But in the mid-2000s, the ATF reversed course. Without offering any explanation for changing its position, the ATF issued a series of poorly reasoned determination letters that effectively gave the green light for unlicensed online retailers to sell unfinished frames or receivers without background checks — even though those frames or receivers are designed, intended, and marketed to be readily converted into fully operable firearms.
There is now a thriving market for unfinished frames and receivers that are not serialized and do not require a background check to acquire. These unfinished frames and receivers are typically 80 percent complete and require the purchaser to use basic, widely accessible tools to complete the final 20 percent of work. For example, an online seller offers an unfinished pistol frame as part of a complete build kit, marketed with pictures of completed handguns conspicuously showing the lack of a serial number. The seller advertises a tool for finishing construction of an unfinished receiver and claims it is “ridiculously easy for a non-machinist to finish their 80 percent lower [receiver] in under 1 hour with no drill press required.” Sellers often provide links to milling instructions, instructional videos, and detailed diagrams of the different parts.
The ATF’s failure to regulate unfinished frames and receivers has endangered public safety. Over the last several years, law enforcement agencies have recovered ghost guns at an increasing rate. According to a recent report, the ATF estimates that 30 percent of guns recovered in California in connection with crimes have no serial number and are therefore untraceable. State and local law enforcement have reported recovering ghost guns from felons, criminal gangs, drug dealers, and minors. Ghost guns have also been used in high profile crimes, including:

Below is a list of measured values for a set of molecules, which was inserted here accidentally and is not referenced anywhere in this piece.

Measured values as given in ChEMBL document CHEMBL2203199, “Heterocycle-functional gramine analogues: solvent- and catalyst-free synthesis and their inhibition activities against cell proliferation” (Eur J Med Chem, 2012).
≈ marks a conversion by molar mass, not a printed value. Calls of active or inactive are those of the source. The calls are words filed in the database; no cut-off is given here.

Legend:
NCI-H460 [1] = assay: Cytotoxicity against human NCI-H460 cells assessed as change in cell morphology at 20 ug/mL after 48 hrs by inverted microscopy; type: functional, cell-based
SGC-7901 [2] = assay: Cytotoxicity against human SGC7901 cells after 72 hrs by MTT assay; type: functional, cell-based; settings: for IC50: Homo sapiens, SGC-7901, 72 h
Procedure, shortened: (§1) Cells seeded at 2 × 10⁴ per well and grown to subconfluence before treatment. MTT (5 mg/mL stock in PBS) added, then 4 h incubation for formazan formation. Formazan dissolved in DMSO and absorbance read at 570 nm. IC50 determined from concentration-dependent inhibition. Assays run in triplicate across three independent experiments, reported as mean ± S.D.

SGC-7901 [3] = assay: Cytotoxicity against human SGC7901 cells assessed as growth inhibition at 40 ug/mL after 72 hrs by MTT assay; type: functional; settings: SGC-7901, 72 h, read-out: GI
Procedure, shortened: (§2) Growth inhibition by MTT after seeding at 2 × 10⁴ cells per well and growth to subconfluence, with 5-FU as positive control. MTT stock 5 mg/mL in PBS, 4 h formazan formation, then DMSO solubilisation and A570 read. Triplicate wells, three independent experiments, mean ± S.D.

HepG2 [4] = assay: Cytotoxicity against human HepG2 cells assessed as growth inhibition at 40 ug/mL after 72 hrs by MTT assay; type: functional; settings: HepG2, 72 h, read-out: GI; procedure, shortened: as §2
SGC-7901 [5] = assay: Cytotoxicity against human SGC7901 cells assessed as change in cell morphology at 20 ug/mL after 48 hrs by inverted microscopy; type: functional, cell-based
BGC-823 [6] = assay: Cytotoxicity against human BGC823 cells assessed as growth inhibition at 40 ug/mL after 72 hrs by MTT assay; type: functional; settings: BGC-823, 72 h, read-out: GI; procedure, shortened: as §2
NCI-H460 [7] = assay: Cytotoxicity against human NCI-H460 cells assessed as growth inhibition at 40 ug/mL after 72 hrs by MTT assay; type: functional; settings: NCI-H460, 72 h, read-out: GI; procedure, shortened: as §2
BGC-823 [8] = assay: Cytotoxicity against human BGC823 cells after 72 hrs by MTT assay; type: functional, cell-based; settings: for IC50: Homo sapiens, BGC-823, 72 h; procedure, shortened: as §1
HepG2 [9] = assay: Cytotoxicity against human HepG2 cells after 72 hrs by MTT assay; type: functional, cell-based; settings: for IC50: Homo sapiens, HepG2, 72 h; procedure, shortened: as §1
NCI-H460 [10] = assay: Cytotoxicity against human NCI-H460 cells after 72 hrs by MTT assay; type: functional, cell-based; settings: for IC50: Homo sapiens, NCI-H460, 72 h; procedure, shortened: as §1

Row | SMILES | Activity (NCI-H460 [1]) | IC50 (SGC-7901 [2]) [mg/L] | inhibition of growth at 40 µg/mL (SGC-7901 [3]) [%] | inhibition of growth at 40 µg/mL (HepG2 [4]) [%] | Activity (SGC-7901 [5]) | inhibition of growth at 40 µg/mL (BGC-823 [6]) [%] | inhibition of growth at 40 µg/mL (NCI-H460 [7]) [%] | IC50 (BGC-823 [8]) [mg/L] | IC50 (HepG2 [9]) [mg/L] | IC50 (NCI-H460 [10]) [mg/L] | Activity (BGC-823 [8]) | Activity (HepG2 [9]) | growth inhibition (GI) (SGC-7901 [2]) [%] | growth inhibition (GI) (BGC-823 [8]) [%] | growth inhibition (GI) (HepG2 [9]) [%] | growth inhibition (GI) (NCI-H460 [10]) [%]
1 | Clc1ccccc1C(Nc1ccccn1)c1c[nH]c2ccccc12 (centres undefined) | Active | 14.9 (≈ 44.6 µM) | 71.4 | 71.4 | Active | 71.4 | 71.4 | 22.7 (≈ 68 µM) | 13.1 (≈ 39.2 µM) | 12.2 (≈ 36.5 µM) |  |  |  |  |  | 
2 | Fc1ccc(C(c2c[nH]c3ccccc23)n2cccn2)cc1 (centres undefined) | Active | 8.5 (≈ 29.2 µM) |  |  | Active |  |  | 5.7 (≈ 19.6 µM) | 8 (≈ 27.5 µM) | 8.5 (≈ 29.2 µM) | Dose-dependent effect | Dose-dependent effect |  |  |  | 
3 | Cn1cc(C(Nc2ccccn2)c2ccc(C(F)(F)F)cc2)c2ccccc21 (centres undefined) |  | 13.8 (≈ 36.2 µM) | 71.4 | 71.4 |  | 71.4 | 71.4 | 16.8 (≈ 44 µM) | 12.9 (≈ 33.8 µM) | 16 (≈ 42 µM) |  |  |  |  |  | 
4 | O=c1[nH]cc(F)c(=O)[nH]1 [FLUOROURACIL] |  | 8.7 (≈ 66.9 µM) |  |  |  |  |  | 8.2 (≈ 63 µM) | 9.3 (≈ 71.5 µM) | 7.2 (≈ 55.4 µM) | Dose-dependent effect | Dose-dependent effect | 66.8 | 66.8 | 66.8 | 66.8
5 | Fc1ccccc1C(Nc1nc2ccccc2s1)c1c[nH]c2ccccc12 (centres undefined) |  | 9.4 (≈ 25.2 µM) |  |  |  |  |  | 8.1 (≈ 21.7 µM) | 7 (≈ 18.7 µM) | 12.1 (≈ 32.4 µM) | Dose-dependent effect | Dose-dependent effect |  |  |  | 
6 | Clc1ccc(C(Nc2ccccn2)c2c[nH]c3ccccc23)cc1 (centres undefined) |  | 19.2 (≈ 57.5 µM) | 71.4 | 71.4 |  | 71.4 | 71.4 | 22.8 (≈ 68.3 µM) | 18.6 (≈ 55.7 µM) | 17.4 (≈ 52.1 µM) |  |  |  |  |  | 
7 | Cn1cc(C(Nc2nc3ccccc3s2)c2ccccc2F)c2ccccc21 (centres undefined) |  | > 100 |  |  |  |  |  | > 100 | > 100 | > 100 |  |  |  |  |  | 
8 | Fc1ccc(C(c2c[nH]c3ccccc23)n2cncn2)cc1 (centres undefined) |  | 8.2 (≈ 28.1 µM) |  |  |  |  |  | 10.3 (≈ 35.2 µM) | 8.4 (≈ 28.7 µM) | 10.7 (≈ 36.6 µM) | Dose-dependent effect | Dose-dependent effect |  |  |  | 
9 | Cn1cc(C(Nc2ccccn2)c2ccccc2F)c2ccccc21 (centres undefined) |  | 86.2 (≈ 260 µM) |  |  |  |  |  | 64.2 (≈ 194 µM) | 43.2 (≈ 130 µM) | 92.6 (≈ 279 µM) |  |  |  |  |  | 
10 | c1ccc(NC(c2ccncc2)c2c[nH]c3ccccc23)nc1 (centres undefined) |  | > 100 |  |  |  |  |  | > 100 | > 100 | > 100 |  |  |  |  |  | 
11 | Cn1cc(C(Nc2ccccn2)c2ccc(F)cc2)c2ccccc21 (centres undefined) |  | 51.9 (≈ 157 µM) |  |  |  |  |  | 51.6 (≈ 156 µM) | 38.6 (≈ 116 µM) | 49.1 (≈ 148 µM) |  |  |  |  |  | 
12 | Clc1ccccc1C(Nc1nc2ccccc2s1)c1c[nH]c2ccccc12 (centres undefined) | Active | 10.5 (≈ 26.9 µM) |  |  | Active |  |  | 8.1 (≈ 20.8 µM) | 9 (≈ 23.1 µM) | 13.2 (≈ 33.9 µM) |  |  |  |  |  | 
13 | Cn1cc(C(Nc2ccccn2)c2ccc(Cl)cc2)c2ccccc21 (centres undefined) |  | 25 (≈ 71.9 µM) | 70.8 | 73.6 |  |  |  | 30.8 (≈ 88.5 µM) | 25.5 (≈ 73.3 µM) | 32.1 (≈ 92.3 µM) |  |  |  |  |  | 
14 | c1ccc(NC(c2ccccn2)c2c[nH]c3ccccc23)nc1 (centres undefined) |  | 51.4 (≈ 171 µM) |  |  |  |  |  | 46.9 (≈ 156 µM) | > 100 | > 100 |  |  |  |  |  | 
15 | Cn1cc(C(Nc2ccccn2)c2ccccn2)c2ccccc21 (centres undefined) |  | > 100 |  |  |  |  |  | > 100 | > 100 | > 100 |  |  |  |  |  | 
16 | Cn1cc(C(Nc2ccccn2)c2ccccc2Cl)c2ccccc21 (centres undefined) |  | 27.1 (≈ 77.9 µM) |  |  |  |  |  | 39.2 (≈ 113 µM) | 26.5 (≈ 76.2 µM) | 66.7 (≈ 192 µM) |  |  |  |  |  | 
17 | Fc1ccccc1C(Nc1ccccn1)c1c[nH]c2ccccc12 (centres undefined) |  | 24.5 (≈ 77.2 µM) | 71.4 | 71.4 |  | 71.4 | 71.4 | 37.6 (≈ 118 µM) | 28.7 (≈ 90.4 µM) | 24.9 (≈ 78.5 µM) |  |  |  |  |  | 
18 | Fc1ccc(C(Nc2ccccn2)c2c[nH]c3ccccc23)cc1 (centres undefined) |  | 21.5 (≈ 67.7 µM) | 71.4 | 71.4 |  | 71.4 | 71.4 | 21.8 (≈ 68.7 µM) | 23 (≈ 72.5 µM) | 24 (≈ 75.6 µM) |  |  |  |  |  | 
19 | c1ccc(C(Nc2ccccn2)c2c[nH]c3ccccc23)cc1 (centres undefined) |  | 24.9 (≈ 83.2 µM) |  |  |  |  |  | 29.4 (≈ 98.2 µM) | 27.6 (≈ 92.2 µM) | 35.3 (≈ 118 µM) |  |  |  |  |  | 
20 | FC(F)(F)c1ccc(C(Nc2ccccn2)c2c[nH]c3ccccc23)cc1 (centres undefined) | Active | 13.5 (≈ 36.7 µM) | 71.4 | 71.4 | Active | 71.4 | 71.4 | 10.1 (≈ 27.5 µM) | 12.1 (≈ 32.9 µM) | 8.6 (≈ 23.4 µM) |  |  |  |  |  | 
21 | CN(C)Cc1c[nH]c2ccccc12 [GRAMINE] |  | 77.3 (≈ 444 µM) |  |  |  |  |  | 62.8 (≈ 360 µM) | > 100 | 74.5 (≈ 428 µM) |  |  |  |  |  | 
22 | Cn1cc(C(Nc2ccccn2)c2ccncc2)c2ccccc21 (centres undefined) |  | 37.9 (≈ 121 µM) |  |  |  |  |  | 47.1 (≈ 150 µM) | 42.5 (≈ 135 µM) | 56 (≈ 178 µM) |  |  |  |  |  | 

- the recent school shooting at the Santa Clarita, California high school,
- the recent mass shooting in Midland and Odessa, Texas,
- a mass shooting with an AR-15 ghost gun that left five dead on a college campus,
- the shooting of four coworkers with a pistol made from parts purchased online by a person prohibited from purchasing a firearm, and
- a bank robbery and shootout with police involving assault rifle ghost guns.
Everytown calls on the ATF to amend the definition of “Firearm frame or receiver” in 27 C.F.R. § 478.11 as follows, with added text underlined and deleted language struck-through:
Firearm frame or receiver. That part of a firearm which provides housing for the hammer, bolt or breechblock, and firing mechanism, and which is usually threaded at its forward portion to receive the barrel trigger group, including any such part (1) that is designed, intended, or marketed to be used in an assembled, operable firearm, or (2) that, without the expenditure of substantial time and effort, can be converted for use in an assembled, operable firearm.
Under the National Defense Authorization Act conference bill passed by the U.S. House this week and awaiting Senate action, the Department of Homeland Security (in coordination with the FBI) would be required to report on terrorists’ ability to acquire ghost guns. The provision, sponsored by Rep. Max Rose (NY11), would require a report assessing the availability of conventional weapons — including unserialized, untraceable ghost guns — and advanced conventional weapons for use in furthering acts of terrorism.